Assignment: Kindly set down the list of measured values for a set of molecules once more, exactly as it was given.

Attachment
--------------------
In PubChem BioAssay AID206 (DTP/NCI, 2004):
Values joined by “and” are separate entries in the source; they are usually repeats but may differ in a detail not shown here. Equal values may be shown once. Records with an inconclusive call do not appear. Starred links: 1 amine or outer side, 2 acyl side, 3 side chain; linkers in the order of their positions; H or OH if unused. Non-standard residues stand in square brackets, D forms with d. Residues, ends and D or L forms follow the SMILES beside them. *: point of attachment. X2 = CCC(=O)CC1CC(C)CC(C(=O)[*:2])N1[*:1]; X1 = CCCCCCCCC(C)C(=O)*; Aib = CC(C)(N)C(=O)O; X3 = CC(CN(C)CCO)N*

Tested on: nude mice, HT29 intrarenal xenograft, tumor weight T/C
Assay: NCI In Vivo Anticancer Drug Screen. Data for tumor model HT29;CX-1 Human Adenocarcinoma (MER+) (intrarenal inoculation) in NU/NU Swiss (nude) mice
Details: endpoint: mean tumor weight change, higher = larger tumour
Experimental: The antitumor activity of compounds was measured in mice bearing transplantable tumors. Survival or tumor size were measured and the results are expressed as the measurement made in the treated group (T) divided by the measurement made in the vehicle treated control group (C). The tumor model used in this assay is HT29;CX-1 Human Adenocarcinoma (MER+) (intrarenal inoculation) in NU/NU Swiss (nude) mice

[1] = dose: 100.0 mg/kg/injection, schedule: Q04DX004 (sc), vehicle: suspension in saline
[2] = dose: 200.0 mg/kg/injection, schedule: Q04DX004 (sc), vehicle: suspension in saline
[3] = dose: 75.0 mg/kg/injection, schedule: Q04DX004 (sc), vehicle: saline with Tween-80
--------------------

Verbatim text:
In PubChem BioAssay AID206 (DTP/NCI, 2004):
Values joined by “and” are separate entries in the source; they are usually repeats but may differ in a detail not shown here. Equal values may be shown once. Records with an inconclusive call do not appear. Starred links: 1 amine or outer side, 2 acyl side, 3 side chain; linkers in the order of their positions; H or OH if unused. Non-standard residues stand in square brackets, D forms with d. Residues, ends and D or L forms follow the SMILES beside them. *: point of attachment. X2 = CCC(=O)CC1CC(C)CC(C(=O)[*:2])N1[*:1]; X1 = CCCCCCCCC(C)C(=O)*; Aib = CC(C)(N)C(=O)O; X3 = CC(CN(C)CCO)N*

Tested on: nude mice, HT29 intrarenal xenograft, tumor weight T/C
Assay: NCI In Vivo Anticancer Drug Screen. Data for tumor model HT29;CX-1 Human Adenocarcinoma (MER+) (intrarenal inoculation) in NU/NU Swiss (nude) mice
Details: endpoint: mean tumor weight change, higher = larger tumour
Experimental: The antitumor activity of compounds was measured in mice bearing transplantable tumors. Survival or tumor size were measured and the results are expressed as the measurement made in the treated group (T) divided by the measurement made in the vehicle treated control group (C). The tumor model used in this assay is HT29;CX-1 Human Adenocarcinoma (MER+) (intrarenal inoculation) in NU/NU Swiss (nude) mice

[1] = dose: 100.0 mg/kg/injection, schedule: Q04DX004 (sc), vehicle: suspension in saline
[2] = dose: 200.0 mg/kg/injection, schedule: Q04DX004 (sc), vehicle: suspension in saline
[3] = dose: 75.0 mg/kg/injection, schedule: Q04DX004 (sc), vehicle: saline with Tween-80